|A Rift Valley Fever Vaccine for Use in Humans and Animals|
|George Warimwe, The Jenner Institute, University of Oxford, Oxford, United Kingdom - GB|
George Warimwe of the Jenner Institute at the University of Oxford in the United Kingdom will develop a vaccine to protect a variety of species, including humans, sheep and cattle, against Rift Valley fever, which can cause serious illness. Current vaccines that are in development have safety concerns for use in humans. They have developed a Rift Valley fever vaccine using a replication-deficient simian adenovirus as a safe vector that is easy and inexpensive to manufacture, and have tested its safety and immunogenicity in mice, and begun field-testing in sheep in Kenya. They will test safety and immunogenicity of the vaccine and the effect of an adjuvant in calves and goats, and compare this with the data from mice and sheep.
|A Time-Saving Tool for Stripping Groundnut Pods|
|Tobias Oker, National Agricultural Research Organization, Kampala, Uganda - UG|
Tobias Oker and a team from the National Agricultural Research Organization in Uganda will develop a simple plucking tool to more efficiently remove the pods from groundnuts, which is currently done by hand and is labor-intensive and time-consuming for women. They will query farming communities on current harvesting methods to refine their design, and evaluate performance, labor cost, and perceptions in the field using prototypes compared to traditional methods. They will also train users and local manufacturers to fabricate the tools and encourage their use.
|Aligning Data Across Incompatible Geographical Units|
|H.V. Jagadish, University of Michigan, Ann Arbor, MI, United States - US|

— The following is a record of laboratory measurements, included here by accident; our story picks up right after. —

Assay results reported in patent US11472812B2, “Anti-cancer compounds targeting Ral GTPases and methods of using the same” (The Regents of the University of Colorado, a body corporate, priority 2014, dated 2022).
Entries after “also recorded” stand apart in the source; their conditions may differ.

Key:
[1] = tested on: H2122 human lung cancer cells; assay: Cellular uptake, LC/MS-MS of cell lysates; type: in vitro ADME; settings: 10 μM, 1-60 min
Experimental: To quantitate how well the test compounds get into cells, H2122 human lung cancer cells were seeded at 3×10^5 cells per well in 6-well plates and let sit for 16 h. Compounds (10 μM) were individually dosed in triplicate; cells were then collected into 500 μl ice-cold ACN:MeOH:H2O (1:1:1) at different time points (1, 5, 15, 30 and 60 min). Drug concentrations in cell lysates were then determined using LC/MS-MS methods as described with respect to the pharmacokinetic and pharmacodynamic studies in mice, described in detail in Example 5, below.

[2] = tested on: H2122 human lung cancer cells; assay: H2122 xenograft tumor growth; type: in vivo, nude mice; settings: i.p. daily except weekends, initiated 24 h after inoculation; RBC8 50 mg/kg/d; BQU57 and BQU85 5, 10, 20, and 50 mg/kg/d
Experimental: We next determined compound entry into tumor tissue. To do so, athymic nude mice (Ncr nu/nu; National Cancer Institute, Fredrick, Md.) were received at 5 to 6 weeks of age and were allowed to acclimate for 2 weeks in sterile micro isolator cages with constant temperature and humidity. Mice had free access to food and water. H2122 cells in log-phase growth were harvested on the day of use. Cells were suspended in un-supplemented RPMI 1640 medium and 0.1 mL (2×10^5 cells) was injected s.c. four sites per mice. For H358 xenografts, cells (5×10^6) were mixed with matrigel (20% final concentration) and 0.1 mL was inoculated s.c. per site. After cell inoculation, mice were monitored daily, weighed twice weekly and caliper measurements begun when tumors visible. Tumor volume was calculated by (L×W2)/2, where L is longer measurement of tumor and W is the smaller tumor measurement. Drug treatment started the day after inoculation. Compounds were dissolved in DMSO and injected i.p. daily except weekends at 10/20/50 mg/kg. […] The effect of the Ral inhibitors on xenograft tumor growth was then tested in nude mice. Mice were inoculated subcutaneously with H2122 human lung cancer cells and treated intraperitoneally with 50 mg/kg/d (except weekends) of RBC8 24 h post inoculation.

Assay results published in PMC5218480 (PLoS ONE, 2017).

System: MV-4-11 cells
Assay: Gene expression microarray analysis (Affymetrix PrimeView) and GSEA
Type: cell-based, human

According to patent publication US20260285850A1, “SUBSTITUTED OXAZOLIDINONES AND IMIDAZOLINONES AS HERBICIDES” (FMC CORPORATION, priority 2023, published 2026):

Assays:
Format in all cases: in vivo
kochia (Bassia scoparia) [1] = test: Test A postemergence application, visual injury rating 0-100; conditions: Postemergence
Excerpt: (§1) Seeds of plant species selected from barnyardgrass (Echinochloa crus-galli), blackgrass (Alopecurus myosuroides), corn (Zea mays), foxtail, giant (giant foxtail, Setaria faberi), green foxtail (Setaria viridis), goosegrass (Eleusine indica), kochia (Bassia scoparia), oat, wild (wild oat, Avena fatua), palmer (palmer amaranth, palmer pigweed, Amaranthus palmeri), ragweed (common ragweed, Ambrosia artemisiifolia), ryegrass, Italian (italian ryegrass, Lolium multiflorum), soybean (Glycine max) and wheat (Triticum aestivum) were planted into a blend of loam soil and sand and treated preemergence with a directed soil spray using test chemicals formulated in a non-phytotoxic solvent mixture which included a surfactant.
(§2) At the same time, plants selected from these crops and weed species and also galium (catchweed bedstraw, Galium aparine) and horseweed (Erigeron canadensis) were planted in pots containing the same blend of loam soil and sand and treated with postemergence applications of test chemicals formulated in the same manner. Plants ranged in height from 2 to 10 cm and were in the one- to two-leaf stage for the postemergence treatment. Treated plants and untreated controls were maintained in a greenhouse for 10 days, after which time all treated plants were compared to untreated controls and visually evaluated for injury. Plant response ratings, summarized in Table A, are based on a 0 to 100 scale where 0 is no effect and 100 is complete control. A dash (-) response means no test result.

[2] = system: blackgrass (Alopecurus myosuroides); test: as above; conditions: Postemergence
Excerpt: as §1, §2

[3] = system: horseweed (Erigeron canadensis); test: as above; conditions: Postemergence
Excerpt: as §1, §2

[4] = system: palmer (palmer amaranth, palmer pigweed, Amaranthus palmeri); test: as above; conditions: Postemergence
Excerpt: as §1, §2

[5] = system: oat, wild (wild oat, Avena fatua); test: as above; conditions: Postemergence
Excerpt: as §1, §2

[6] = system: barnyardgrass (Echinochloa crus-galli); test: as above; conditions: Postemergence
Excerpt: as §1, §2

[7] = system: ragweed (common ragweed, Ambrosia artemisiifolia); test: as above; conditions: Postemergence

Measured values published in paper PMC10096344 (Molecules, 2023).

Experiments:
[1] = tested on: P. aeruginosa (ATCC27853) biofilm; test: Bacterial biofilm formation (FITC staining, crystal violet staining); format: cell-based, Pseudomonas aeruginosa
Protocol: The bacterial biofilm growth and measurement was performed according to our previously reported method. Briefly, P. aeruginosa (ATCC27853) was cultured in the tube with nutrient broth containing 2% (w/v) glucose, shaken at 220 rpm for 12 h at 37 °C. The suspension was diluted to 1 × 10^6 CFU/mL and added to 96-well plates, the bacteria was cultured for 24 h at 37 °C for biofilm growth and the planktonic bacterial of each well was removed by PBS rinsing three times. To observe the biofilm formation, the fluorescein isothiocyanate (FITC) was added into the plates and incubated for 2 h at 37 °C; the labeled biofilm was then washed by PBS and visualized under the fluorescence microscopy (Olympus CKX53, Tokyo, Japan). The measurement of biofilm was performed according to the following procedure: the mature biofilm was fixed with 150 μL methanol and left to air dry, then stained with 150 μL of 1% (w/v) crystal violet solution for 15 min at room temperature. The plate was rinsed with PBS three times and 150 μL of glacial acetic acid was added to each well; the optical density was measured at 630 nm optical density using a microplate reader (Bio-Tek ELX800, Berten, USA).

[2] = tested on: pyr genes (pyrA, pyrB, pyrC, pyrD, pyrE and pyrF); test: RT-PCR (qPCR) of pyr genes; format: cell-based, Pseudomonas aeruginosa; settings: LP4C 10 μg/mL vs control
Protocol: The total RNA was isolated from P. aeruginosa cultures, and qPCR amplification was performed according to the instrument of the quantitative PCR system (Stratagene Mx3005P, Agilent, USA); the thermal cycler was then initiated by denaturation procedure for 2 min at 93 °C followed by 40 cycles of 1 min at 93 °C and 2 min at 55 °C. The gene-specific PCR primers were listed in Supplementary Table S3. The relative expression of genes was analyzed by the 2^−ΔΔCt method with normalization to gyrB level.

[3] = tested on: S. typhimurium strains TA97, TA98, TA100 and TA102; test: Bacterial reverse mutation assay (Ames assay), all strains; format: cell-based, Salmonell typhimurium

H.V. Jagadish of the University of Michigan in the U.S. will take disparate datasets on diverse topics, including education, health, and the environment, which are often reported using different geographical units such as Zip Code or County, and realign them to a common unit so they can be better compared and used. Jagadish will develop four general techniques for aligning data partitions and apply them to existing datasets in one state in the U.S. so that they can be viewed according to different geographical units. Jagadish will also produce an interface so that policy analysts and NGOs can easily access and query these data, and collect feedback to improve the approach.
|Alleviating Human and Animal African Sleeping Sickness|
|Paul Dyson, Swansea University, Swansea, United Kingdom - GB|
Paul Dyson of Swansea University in the United Kingdom will work to control the incidence of sleeping sickness in humans, which is caused by the Trypanosome parasite transmitted by tsetse flies, by genetically modifying a fly gut bacterium to deliver double-stranded (ds) RNAs to block two important parasite proteins. Trypanosomes mature in the flies, thereby gaining the capacity to infect mammals. He will engineer the bacteria and introduce them into tsetse flies, then test the capacity of the dsRNAs to inhibit their target proteins in trypanosomes. This approach could lead to long-term control of this disease as the bacteria are maternally transmitted to the offspring.
|Amphistome Flukes to Control Schistosomes in African Snails|
|Eric Loker, University of New Mexico, Albuquerque, NM, United States - US|
Eric Loker of the University of New Mexico in the U.S., along with colleagues from KEMRI in Kenya, will test whether parasitic flatworms known as amphistome flukes can eradicate the human parasite Schistosoma with the goal of helping prevent human infections. These two types of worms co-inhabit the same snail species. The investigators will harvest large quantities of amphistome eggs from the rumens of routinely slaughtered goats and cattle, and use temperature and light to induce miracidia (larva) to hatch in the laboratory. These will then be tested for their ability to infect schistosome-transmitting snails and to block or prevent schistosome infections in these snails. This low-tech, low-cost approach is more environmentally friendly than current chemical approaches, and its application to transmission sites can be easily halted once infection rates are under control.